Pre-K in NC

Great Op-Ed in the N&O about the Republicans’ plan to limit eligibility for pre-K in NC (and you know what a bad idea that is).  But just in case you didn’t:

Children who participate in these programs are more likely to graduate from high school, hold a job considered semi-skilled or higher, attain a four-year degree and earn more as adults. And that is good for our businesses and our state’s economy.

Key to these economic outcomes are two critical factors: the quality of the programs and access to the programs.

•  Quality: Some policymakers have been led to believe that improvements in school performance for children in early learning programs diminish as they get into elementary school. Some call it “fade-out.”

But decades of data and longitudinal studies do not support this conclusion when early learning programs are high-quality.

A 2012 Duke University study of our state’s early learning programs shows North Carolina third-graders have higher standardized reading and math scores and lower special education placement rates in those counties with more funding for those programs. In fact, researchers found that the expected savings in reduced special education and instructional costs for children in these programs is at least equal to the cost of the programs – a break-even or savings of taxpayer money.

This study is not alone. A quantitative statistical analysis of 123 studies across four decades of early education research – a meta analysis – found that by third grade, one-third of the achievement gap can be closed by early education.

North Carolina is already a national model for high-quality early learning programs, being the second state to enact a Quality Rating and Improvement System. North Carolina’s programs have the quality components that get the results businesses want: appropriate teacher-to-child ratios, teachers educated in early childhood development, strong parental involvement and coaching, and screening and referral services to catch problems early.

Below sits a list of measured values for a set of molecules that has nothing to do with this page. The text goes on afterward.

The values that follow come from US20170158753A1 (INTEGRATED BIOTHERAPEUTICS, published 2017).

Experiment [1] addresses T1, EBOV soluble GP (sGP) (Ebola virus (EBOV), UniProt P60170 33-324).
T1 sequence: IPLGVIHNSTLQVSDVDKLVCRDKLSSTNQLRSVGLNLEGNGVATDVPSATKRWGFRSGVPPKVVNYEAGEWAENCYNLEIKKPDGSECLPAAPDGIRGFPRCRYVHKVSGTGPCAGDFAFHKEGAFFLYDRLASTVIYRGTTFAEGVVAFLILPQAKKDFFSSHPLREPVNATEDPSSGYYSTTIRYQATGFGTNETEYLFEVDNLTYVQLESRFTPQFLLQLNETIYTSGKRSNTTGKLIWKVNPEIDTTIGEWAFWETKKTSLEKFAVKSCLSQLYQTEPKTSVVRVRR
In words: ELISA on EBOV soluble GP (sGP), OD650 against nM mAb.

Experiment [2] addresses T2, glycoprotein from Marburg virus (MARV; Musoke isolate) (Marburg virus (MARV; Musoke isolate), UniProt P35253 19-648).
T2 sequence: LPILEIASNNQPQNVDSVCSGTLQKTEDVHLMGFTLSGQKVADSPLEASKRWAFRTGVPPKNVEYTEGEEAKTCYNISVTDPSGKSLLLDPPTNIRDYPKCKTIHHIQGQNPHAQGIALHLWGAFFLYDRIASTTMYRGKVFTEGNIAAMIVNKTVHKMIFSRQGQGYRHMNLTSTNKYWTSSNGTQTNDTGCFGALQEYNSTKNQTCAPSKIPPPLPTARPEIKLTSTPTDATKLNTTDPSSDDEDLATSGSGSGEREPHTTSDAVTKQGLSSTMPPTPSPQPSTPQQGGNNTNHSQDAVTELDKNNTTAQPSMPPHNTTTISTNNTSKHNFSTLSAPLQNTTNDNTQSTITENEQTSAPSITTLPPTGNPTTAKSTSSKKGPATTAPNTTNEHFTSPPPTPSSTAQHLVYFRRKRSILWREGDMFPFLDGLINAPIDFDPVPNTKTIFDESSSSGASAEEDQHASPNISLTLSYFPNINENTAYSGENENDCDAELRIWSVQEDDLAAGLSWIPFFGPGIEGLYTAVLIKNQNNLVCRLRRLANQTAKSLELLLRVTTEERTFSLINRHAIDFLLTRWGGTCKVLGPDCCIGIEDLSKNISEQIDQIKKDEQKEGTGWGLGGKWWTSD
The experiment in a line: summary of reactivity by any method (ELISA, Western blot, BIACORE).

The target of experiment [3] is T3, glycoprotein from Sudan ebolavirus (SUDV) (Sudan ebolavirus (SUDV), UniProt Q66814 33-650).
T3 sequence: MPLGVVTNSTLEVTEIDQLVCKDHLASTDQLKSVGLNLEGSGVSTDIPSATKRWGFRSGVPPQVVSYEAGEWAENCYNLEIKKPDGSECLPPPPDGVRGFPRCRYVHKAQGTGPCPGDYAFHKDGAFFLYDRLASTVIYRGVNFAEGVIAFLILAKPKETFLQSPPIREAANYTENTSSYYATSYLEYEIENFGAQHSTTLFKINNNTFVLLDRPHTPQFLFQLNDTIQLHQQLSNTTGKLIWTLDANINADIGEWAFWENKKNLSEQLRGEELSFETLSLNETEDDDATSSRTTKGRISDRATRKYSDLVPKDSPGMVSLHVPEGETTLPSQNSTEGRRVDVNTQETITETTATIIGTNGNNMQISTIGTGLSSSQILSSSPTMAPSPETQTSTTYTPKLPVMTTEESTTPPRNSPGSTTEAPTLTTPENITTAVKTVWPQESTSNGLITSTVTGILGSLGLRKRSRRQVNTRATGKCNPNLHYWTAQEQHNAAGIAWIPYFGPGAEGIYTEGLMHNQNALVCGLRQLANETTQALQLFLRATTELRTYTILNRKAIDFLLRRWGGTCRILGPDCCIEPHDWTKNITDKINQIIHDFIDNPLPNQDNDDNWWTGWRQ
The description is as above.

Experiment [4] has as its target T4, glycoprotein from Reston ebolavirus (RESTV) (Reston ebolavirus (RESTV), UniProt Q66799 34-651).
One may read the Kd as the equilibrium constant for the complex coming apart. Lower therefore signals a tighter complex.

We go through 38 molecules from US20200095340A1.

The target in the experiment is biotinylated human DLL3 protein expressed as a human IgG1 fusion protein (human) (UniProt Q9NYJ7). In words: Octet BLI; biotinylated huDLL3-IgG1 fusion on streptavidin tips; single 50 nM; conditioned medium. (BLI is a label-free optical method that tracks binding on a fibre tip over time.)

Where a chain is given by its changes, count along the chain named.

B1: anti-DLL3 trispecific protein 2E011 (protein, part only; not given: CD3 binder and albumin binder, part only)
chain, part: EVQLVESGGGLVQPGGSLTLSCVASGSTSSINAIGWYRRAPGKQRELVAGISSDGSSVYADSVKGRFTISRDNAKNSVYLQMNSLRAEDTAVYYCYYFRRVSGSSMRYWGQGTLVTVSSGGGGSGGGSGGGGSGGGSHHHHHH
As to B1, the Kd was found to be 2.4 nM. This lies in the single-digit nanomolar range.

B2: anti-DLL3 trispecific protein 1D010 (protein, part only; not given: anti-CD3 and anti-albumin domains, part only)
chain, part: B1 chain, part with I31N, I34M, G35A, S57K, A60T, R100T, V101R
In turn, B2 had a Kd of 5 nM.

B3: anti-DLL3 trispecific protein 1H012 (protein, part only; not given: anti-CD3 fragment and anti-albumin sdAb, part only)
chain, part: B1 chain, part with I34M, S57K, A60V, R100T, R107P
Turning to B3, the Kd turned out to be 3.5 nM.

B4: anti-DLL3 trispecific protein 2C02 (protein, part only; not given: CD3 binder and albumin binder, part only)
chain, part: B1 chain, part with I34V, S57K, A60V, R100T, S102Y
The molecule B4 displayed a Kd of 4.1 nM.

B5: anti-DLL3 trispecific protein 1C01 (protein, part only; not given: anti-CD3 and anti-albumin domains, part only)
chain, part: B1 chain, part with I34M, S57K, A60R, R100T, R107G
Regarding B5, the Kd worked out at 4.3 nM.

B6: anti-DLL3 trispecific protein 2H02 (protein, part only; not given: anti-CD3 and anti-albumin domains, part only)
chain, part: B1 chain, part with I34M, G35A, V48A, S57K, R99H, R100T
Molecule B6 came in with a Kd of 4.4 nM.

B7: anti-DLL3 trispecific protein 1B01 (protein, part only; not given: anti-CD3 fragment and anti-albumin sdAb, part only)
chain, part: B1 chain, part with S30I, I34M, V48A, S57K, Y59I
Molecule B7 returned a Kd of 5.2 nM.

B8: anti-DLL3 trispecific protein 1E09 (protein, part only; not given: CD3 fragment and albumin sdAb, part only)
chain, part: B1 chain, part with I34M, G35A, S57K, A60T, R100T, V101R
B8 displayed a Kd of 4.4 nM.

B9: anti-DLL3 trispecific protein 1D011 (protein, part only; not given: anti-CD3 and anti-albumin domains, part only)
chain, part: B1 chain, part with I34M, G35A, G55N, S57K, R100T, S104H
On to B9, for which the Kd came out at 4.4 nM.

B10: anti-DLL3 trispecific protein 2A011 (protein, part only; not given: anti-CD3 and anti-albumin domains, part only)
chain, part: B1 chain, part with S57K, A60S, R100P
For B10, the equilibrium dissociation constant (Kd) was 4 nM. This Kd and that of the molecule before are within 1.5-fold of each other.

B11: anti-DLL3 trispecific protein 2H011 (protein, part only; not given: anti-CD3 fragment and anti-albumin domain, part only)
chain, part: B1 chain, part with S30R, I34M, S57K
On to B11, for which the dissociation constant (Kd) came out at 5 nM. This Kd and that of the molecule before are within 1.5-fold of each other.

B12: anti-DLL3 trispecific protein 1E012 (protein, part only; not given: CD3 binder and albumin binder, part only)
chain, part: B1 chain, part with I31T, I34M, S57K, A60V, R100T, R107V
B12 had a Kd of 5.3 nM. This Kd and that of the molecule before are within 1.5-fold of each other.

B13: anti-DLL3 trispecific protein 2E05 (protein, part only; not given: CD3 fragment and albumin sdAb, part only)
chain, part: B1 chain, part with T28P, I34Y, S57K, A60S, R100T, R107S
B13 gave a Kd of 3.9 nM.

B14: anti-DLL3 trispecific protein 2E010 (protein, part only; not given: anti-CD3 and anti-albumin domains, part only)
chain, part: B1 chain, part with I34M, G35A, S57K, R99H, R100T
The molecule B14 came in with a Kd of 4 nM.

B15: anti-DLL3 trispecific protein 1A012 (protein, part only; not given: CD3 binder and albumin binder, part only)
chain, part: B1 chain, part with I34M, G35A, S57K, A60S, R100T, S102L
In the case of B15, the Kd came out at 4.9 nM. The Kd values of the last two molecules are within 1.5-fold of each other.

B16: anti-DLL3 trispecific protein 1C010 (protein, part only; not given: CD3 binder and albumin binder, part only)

North Carolina also leads the country in tying subsidies for child care to the quality of the programs. Programs receiving subsidies must have a star rating of three or higher.

Today, 70 percent of all young children in North Carolina’s regulated early learning programs attend high-quality programs rated with four or five stars.

Sadly, the latest proposal it to make it much harder for poor NC residents to get their children into one of these programs.  John F. spelled it out quite nicely on FB in response to this:

Living below the federal poverty level (FPL) means that a family has “insufficient income to provide the food, shelter and clothing needed to preserve health.” Child care was never a part of this equation so setting the eligibility requirements at 100% of the FPL is essentially asking working parents to decide between child care, food, shelter, and clothing for their children.

Yep.  But it’s okay, because we can use the savings to give tax cuts to wealthy North Carolinians!  That will surely have more long-term benefit for this state than investing in programs that have been proven to increase school performance and life success for at-risk kids.

About Steve Greene
Professor of Political Science at NC State http://faculty.chass.ncsu.edu/shgreene

2 Responses to Pre-K in NC

  1. John F. says:

    Thanks for the quote! I find it especially interesting that the proposed North Carolina Opportunity Scholarship Program (see: school vouchers) income eligibility guidelines are higher than the current NC Pre-K income requirements which they’re seeking to significantly lower: http://pefnc.org/who-qualifies/

  2. pino says:

    Thanks for stopping by my place! Looks like I’ll enjoy coming over here…

    Children who participate in these programs are more likely to graduate from high school, hold a job considered semi-skilled or higher, attain a four-year degree and earn more as adults. And that is good for our businesses and our state’s economy.

    Well, that might be because kids whose parents value education put their kids in these programs. What I mean is this:

    My wife and I both work, or kids attending a pre-k program. They’re gonna graduate high school, go to college, kick it’s ass! ;-), and get a semi-skilled job or higher. However, if either my wife or I decided to stay at home, the outcome would have been the same.

    I think I remember a study regarding Chicago schools and their lottery. Turns out that winning r losing doesn’t matter. Simply having parents who CARE, i.e enter it, is the difference.

    The closest I could find before I have to go watch NCIS is this – page 8

    Click to access RAND_WR460.pdf

    Winning has no impact on scores.

    This study is not alone. A quantitative statistical analysis of 123 studies across four decades of early education research – a meta analysis – found that by third grade, one-third of the achievement gap can be closed by early education.

    The fade-out argument is that the benefits are largely gone AFTER 3rd grade.

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